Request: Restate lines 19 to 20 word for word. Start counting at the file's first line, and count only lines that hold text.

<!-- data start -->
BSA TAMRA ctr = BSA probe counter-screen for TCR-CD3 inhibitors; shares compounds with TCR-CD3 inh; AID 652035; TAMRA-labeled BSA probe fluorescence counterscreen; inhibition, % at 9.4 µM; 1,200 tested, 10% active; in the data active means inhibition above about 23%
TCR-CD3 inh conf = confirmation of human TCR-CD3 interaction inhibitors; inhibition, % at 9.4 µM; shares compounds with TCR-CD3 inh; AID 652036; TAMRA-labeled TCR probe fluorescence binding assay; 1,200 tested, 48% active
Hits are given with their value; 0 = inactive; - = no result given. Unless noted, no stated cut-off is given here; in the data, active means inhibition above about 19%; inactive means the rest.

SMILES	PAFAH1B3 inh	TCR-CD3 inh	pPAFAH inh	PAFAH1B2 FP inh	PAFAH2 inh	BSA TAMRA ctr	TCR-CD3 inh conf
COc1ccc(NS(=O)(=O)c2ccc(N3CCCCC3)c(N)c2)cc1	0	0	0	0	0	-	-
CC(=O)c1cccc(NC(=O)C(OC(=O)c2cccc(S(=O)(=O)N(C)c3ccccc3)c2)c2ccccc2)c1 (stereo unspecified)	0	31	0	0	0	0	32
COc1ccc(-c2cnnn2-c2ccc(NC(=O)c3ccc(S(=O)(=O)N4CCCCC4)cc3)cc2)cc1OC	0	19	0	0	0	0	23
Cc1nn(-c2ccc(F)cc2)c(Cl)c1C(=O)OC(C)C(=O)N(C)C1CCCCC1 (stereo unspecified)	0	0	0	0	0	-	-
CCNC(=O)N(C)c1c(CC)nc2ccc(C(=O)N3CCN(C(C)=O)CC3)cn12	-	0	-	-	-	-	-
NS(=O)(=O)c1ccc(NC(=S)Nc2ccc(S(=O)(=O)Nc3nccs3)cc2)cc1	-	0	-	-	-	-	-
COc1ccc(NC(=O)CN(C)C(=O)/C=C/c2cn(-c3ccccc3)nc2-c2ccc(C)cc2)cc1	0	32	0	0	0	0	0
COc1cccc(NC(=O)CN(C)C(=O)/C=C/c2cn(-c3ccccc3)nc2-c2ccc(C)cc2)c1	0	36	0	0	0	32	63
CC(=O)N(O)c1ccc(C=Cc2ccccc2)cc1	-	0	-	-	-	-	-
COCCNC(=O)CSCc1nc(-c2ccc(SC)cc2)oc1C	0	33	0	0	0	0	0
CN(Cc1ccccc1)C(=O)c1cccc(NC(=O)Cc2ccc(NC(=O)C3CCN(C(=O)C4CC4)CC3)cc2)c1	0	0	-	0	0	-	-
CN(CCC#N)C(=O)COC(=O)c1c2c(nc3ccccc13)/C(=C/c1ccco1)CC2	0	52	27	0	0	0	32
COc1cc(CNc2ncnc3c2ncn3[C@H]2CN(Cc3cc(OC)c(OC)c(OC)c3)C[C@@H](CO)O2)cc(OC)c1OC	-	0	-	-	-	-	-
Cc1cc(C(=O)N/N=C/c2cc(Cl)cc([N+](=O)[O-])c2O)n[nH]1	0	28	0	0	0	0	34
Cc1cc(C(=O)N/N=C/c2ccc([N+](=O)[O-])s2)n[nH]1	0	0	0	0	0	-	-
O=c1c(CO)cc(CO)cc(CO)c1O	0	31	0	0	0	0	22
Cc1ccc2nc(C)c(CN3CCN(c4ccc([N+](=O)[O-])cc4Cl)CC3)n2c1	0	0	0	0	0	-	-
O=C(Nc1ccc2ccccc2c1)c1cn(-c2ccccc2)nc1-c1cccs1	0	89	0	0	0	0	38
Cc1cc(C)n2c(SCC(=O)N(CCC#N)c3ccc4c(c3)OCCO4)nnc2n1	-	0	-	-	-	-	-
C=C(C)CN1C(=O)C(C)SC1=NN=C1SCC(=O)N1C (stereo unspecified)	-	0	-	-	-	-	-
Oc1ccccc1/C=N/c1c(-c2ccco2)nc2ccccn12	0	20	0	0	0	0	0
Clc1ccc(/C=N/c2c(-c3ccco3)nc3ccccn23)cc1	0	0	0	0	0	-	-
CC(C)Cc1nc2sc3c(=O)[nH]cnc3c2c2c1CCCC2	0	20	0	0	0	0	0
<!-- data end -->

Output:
Cc1cc(C(=O)N/N=C/c2ccc([N+](=O)[O-])s2)n[nH]1	0	0	0	0	0	-	-
O=c1c(CO)cc(CO)cc(CO)c1O	0	31	0	0	0	0	22